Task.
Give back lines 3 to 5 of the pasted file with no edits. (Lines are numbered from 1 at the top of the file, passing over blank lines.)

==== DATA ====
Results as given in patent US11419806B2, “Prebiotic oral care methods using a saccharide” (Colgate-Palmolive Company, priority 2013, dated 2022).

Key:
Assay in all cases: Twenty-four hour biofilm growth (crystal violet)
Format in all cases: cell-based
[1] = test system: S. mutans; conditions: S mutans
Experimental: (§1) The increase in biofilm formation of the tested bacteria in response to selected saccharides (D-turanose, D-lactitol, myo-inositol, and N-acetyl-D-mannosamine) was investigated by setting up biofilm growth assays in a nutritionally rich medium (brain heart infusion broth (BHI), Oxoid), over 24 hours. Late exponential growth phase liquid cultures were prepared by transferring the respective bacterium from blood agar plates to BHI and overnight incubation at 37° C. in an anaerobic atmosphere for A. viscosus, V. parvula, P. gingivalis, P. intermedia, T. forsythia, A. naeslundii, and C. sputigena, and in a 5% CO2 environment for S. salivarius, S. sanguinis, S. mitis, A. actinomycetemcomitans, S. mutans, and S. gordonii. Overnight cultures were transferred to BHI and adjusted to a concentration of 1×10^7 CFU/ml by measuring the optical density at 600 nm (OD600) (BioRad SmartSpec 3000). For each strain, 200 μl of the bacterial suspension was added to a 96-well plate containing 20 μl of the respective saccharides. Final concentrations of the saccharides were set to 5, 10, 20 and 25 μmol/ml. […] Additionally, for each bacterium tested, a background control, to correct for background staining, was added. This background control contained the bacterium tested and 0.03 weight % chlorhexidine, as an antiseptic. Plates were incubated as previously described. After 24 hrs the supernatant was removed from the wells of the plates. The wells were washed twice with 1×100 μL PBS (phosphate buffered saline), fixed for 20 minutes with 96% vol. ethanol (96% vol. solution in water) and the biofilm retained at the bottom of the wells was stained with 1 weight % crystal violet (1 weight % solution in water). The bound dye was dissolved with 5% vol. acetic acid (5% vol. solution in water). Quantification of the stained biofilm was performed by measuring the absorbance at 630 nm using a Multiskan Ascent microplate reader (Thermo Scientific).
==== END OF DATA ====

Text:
Assay in all cases: Twenty-four hour biofilm growth (crystal violet)
Format in all cases: cell-based
[1] = test system: S. mutans; conditions: S mutans